Gallery: An illustrated history of the transoceanic cable

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Coaxial Cable, 8-Tube (exploded view), 1946

A fanned-out section of an 8-tube coaxial cable. One pair of these tubes was capable of transmitting 600 simultaneous phone conversations or one television program in one direction.

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Lloyd Espenschied and Herman A. Affel, [ca. 1949]

Inventors of coaxial cable, Lloyd Espenschied (left) and Herman A. Affel, examine sections of coaxial cable. In 1936, AT&T put in service the first coaxial cable for television use in New York City.

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Golden Gate Straits – Submarine Cable, 1909

Splicing the submarine cable that stretched across the Golden Gate Straits, San Francisco, California.

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Coaxial Cable, 22-Tube (exploded view), 1970

A 22-tube coaxial cable carried up to 90,000 telephone calls simultaneously.

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Transatlantic Cable (TAT-1) Under Construction, 1955

When AT&T opened TAT-1 in 1956, the first trans-Atlantic telephone cable, the initial capacity was 36 calls at a time. Since trans-Atlantic service opened in 1927, calls had traveled across the ocean via radio waves. But cables provided much higher signal quality, avoided atmospheric interference and offered greater capacity and security.

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Transpacific Cable (TPC-1) on Japan Shoreline, 1964

AT&T opened TPC-1, the first submarine telephone cable across the Pacific in 1964. It went from Japan to Hawaii, where it connected to two cables linking Hawaii with the mainland. This brought the same improvements to trans-Pacific service that TAT-1 had brought to trans-Atlantic service in 1956.

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TAT-8 Cable Sample, 1988

In 1988, AT&T laid and opened TAT-8, the first fiber-optic submarine telephone cable across the Atlantic. It had a capacity equivalent to 40,000 calls, 10 times that of the last copper cable.

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Fiber Optic, 1976

Loops of hair thin glass fiber, illuminated by laser light, represent the transmission medium for lightwave systems. Typically, twelve fibers were embedded between two strips of plastic in a flat ribbon, and as many as 12 ribbons are stacked in a cable that can carry more than 40,000 voice channels.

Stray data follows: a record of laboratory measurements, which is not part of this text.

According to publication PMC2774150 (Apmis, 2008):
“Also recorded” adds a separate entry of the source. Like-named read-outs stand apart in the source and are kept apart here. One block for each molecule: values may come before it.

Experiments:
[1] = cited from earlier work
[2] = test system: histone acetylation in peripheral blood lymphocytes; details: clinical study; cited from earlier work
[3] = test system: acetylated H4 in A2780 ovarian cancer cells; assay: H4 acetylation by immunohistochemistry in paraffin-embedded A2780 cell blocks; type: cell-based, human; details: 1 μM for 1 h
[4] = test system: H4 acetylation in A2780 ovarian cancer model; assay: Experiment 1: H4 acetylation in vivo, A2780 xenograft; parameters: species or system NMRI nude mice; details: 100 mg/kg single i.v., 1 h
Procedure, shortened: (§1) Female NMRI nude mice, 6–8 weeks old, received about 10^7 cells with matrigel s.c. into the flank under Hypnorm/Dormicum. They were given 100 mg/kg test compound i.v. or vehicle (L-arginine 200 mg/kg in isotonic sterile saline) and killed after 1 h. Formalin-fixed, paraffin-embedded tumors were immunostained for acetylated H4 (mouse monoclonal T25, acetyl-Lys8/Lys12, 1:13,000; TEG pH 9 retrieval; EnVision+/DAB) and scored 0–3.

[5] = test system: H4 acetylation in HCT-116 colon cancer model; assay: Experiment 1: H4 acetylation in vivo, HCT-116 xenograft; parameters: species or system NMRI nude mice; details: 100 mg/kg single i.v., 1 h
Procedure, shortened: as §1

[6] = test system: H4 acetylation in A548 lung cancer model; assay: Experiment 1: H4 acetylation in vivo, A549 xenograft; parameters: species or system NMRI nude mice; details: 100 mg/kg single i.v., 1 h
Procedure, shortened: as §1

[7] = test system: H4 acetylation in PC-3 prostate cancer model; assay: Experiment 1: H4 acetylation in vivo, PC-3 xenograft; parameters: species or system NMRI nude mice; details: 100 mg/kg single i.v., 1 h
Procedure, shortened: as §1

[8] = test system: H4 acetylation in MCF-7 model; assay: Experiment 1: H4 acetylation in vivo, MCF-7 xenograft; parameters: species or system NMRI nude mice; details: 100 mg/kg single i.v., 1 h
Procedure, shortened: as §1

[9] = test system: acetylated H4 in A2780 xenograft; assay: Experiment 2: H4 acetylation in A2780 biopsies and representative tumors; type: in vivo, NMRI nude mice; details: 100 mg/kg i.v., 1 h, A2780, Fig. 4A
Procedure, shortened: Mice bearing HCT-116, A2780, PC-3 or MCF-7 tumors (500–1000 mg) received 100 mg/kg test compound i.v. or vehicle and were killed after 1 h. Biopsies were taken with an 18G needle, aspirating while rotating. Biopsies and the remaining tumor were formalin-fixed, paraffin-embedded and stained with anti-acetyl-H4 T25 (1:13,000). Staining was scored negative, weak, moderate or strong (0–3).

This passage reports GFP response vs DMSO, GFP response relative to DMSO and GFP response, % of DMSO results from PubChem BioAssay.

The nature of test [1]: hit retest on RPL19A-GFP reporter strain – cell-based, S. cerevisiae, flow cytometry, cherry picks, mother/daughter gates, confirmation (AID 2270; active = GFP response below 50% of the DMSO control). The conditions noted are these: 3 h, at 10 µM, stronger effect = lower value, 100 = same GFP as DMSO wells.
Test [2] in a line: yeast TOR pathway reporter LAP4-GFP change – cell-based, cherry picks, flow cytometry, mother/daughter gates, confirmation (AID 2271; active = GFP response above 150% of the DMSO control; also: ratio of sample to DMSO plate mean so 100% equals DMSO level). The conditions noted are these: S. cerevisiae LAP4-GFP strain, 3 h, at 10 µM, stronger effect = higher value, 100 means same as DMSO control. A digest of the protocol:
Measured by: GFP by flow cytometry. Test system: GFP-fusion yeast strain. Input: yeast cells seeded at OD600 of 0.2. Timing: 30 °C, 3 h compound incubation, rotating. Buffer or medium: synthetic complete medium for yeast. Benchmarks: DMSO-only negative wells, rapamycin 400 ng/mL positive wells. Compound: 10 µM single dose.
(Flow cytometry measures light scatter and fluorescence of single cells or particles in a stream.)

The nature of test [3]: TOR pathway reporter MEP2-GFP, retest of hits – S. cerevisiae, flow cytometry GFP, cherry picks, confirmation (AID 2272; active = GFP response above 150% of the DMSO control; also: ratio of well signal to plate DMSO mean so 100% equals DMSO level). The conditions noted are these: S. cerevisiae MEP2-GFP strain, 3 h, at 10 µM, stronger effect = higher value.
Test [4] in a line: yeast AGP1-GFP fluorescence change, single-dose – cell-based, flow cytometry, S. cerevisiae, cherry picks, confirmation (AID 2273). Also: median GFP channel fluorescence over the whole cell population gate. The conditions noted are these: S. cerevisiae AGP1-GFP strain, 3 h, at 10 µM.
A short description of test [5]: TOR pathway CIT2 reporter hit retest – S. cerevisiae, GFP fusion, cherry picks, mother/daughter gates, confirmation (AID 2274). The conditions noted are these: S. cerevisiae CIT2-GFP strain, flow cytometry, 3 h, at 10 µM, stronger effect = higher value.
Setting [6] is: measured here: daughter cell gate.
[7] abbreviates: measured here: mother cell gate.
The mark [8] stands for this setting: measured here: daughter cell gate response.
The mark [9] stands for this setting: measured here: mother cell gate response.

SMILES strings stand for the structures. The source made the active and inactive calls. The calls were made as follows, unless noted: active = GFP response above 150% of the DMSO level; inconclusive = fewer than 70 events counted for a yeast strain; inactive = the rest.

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Fiber Optic Installation Chicago, 1977

In downtown Chicago, AT&T installed the first fiber optic cable in a commercial communications system.

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SCARAB, 1980

SCARAB (Submersible Craft Assisting Repair and Burial) is lowered into the sea for a test run from the deck of the cable ship, C.S. Long Lines. The craft’s two mechanical arms, used for gripping cable on the sea bottom, project at the left of the craft. From the side of the ship there is a large arm (crane) holding a big iron object that is going to be put into the water.

Thanks to Brad and Seth at Fleishman and especially to the kick ass archivists at AT&T.

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5 Responses to Gallery: An illustrated history of the transoceanic cable

  1. Downpressor says:

    I love the kids watching the Japan cable being put in. I wonder if I could find any of those people still living in that area?

  2. spiregrain says:

    You may also enjoy Neal Stephenson’s Wired piece on transoceanic cables. You may also enjoy Neal Stephenson’s Wired piece on transoceanic cables.

    http://www.wired.com/wired/archive/4.12/ffglass.html

  3. danilo says:

    This technology boggles the mind. Even the most primitive examples are so crazy clever while seemingly impossible to deploy. Reminds me of this, about the Brooklyn Bridge:

    http://www.randsinrepose.com/archives/2009/03/23/the_makers_of_things.html

    It’s so essential to our survival that we build bridges that we come up with impossibly effective solutions over and over again.

  4. danilo says:

    This technology boggles the mind. Even the most primitive examples are so crazy clever while seemingly impossible to deploy. Reminds me of this, about the Brooklyn Bridge:

    http://www.randsinrepose.com/archives/2009/03/23/the_makers_of_things.html

    It’s so essential to our survival that we build bridges that we come up with impossibly effective solutions over and over again.

  5. Anonymous says:

    very nice post on blogs

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